Category Archives: Flotsam and jetsam

Flotsam and jetsam (12/23)

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Good Reads
  • How Martin Luther Went Viral: “It is a familiar-sounding tale: after decades of simmering discontent a new form of media gives opponents of an authoritarian regime a way to express their views, register their solidarity and co-ordinate their actions. The protesters’ message spreads virally through social networks, making it impossible to suppress and highlighting the extent of public support for revolution. The combination of improved publishing technology and social networks is a catalyst for social change where previous efforts had failed.”
  • The Dark Side of Theology: “there is a dark side to theology. I see it everyday. I pray that this does not infect my students, but inevitably, there are always one or two who take their theological knowledge and create a recipe of sin and shame. These are people I call ‘theologically dangerous.'”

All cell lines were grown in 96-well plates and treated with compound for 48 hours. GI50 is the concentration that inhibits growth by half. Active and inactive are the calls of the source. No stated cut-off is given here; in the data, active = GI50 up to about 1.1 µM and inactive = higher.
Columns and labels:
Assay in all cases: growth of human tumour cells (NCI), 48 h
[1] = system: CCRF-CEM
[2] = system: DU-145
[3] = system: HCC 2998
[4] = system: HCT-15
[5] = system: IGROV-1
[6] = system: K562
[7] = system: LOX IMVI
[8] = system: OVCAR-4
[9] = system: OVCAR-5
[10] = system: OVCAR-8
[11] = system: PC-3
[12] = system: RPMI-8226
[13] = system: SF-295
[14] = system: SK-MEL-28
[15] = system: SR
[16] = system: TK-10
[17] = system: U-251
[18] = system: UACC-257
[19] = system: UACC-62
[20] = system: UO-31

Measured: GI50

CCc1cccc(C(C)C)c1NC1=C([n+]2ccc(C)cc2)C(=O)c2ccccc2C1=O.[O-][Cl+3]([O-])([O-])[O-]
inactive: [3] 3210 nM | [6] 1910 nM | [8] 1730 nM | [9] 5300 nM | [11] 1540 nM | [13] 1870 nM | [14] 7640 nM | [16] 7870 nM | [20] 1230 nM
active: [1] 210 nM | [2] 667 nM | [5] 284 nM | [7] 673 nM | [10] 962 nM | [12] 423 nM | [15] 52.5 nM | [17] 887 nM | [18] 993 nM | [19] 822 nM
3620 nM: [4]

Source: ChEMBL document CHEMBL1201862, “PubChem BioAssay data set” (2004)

• The Original Heresy? “What was the original heresy? It’s not false teaching with respect to the Trinity, or perhaps it is. It’s not denial of the deity of Christ, or perhaps it is…”
  • Can  You Care about the Unreached and Stay? “One important question that I’ve been asked is why I — with a passion for the unreached and unengaged peoples of the earth — serve as a pastor in Birmingham, Alabama, one of the most churched cities in America. It’s a great question and one that often perplexes me.”
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Flotsam and jetsam (12/19)

Good Reads

  • Here are two must-read articles on the church and culture. First, Tim Keller’s Coming Together on Culture: Theological Issues thinks that there a growing consensus among evangelicals how how/whether to engage culture. And Michael Horton responds with Christ and Culture Once More, arguing that the “two kingdoms” view is more nuanced than commonly appreciated.
  • Your Podcast Is Not Your Pastor: “John Piper was right to remind us that we are not pastored by “professionals.” Perhaps it’s time we remembered that we are not pastored by podcasts either.”